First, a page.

• Two projects to restore the Engineered Materials Arresting System (EMAS) arrestor beds at John F. Kennedy International and LaGuardia airports.


  • A combination of permanent and deployable flood barriers will be installed at PATH’s Grove Street, Newport, Exchange Place and Hoboken stations.
  • A project to repair dozens of PATH cars damaged by Sandy-related storm surge and a major project to clean salt from the tunnels that connect the World Trade Center PATH Station to the Exchange Place Station.
  • Installation of concrete seawall and automatic flood barrier at PATH’s Harrison Car Maintenance Facility to protect PATH’s main rail car repair facility and electrical substations adjacent to the facility.
  • Improvements to PATH’s Rail Yard Extension to enable PATH to store more rail vehicles outside of the flood zone.


  • Temporary repairs were made to both the Holland and Lincoln tunnels.  Permanent repairs are part of future capital Sandy projects.
  • Installations of flood barriers at the Holland Tunnel to protect tunnel portals, vent structures and enhancements to the conduits that carry fiber optic and electrical cables across the Hudson River.


  • Improvements to reinforce and stabilize subgrade that will mitigate the cratering of the Howland Hook Container Facility on Staten Island that results from major flooding.  This project also substantially enhances the drainage of the cargo handling area.
  • A project to restore the roadway and shoreline at the BMW auto processing and shipping facility in Port Jersey.

World Trade Center:

  • Repairs to the chiller plant at the World Trade Center site, along with subgrade electrical infrastructure repairs at One World Trade Center and the World Trade Center’s central fan plant.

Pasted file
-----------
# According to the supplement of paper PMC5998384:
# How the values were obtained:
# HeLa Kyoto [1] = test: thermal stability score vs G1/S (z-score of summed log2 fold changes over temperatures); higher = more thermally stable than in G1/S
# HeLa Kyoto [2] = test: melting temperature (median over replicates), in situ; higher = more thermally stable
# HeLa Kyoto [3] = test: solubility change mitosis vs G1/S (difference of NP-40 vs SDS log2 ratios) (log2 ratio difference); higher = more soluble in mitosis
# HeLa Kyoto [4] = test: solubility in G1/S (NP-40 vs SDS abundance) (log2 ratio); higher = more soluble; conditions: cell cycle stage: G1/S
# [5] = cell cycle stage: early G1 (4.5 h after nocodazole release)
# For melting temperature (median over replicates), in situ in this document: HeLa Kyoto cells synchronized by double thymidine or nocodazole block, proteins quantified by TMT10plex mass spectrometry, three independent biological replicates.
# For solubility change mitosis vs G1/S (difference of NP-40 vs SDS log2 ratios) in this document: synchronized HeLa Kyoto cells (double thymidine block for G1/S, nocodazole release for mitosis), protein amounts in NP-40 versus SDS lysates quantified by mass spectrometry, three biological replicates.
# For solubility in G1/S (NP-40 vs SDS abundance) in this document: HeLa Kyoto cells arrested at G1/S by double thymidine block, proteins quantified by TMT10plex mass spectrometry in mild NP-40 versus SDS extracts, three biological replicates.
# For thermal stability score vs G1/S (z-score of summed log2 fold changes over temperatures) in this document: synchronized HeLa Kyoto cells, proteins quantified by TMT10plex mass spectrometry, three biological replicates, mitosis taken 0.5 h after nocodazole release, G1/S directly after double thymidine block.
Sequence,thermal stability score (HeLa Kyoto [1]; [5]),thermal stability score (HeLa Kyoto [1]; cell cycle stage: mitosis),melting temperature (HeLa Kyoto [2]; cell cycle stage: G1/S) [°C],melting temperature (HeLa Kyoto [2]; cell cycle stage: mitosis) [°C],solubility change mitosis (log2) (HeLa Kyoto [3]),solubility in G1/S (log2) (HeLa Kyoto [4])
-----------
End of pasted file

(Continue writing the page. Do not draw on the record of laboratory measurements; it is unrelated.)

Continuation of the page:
• Installation of a comprehensive, three-tier Water Intrusion Protection System (WIPS) at the World Trade Center site that includes flood barriers above ground and additional flood protections below ground.

The Port Authority has and will continue to invest in both deployable flood mitigation protective measures and permanent resilience projects to fortify key facilities.

In recent hurricane seasons, the Port Authority has put in place deployable measures include the installation of stop logs, HESCO sand barriers, concrete barriers, emergency generators, additional pumping capacity and fuel contracts.  Through the installation of these measures across every at-risk facility, the Port Authority now has:

  • Over 170 generators capable of providing nearly 50 Megawatts of emergency power;
  • Over 5,500 linear feet of flood barrier stop logs;
  • Over 2,500 linear feet of concrete bin blocks;
  • Over 300 linear feet of water filled barriers;
  • Over 3,000 linear feet of concrete barriers;
  • Over 6,500 linear feet of Sand Filled Barriers;
  • Over 1,000 linear feet of Aqua Fencing.

Aside from the substantial investment the Port Authority and its federal partners will make over the next several years to rebuild more resiliently from Superstorm Sandy, the agency has improved the way it manages risks posed by sea-level rise and severe weather. To that end, the Port Authority’s revised design guidelines ensure all new capital projects vulnerable to the rise of sea levels undergo a design review and cost-benefit analysis to determine the appropriate level of flood protection.

In addition, the Port Authority has teamed up with public and private sector partners to understand the future impacts of severe weather such as Superstorm Sandy and to plan for resiliency initiatives.  They include: a partnership with a team of experts from the Stevens Institute of Technology in Hoboken, that resulted in a better understanding of the latent effects of salt and the damage to certain building materials; a partnership with a team of experts from Rutgers University, Pratt Institute and Stony Brook University, the Port Authority’s Engineering Department, Office of Energy and Environmental Programs and Storm Mitigation and Resilience Office to investigate design strategies that will incorporate sustainability into resilience, which could help areas of hardened urban shoreline better support native flora and fauna; and a partnership with regional transportation agencies including NJ Transit, the Metropolitan Transportation Authority, New York City Office of Management and Budget and the New York City Housing Authority, and the Port Authority’s Storm Mitigation and Resilience Office to develop a disaster recovery program best practices and lessons learned report based on the collective experiences.